Despite international calls for reprieve, Iran has hanged a woman for the murder of a man human rights groups say sexually assaulted her. According to Reuters, 26-year-old Reyhaneh Jabbari was executed Saturday morning for the the 2007 killing of a Morteza Abdolali Sarbandi, concluding what Amnesty International called "a deeply flawed investigation and trial."
The man was perhaps in his early twenties, laboring with yellow-vested relief workers in the rubble of Shujaiyeh to cart out survivors on gurneys and find his family and friends. He was shot, and he fell. The shots kept coming. In a conflict marked by horrific images, this may be the worst yet.
President Obama announced from Bali on Friday that he's sending Secretary of State Hillary Clinton to the human rights disaster zone known as Myanmar, aka Burma, saying, "After years of darkness we've seen flickers of progress." It will be the first such visit to the country, which has long isolated itself from diplomacy, in over 50 years.
It was an old-fashioned gay lynching in Iran on Sunday morning, as the state executed six inmates by hanging at the Karound prison in Ahvaz, in the country's southwest region. According to Iran Human Rights, three of the six were sentenced to death for "'unlawful' acts and acts against Sharia," based on "the articles 108 and 110 of the Iranian Islamic penal code." Articles 108 and 110 of the Iranian Islamic penal code are the ones dealing with gay sex.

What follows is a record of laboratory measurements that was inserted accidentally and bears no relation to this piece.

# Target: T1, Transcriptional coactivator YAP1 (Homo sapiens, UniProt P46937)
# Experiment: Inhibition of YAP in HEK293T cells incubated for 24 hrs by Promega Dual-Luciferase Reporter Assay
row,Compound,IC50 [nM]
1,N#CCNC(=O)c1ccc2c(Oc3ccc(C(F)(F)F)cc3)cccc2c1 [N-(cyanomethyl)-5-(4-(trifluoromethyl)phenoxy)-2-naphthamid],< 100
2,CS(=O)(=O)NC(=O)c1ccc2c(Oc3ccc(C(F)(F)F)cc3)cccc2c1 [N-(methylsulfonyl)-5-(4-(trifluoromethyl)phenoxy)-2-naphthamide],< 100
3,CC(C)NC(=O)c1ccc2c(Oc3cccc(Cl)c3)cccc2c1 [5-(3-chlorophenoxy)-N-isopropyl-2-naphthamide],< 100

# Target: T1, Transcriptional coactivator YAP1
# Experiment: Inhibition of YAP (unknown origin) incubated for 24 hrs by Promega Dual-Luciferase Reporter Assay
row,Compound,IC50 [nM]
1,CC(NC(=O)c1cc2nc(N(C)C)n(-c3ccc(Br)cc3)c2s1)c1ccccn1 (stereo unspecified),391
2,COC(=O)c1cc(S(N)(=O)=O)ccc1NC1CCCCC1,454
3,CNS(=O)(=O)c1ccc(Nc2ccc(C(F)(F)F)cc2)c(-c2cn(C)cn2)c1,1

The U.S. has released its annual report on human rights! And guess who gets called out by name? Yes, duh, it's China, which has been cracking down on dissidents and activists extra-hard lately. Of course, China doesn't take kindly to being told it sucks at human rights, especially by the U.S., so the Chinese government released its own "I Know You Are But What Am I" report telling the U.S. to butt out and maybe stop locking up black kids. "Stop the domineering behavior of exploiting human rights to interfere in the internal affairs of other countries," it reads, in part. Guys, guys! You're both massive, cruel prison-industrial complexes with no meaningful avenues for dissent. The U.S. has better TV, though. [Reuters; image via AP]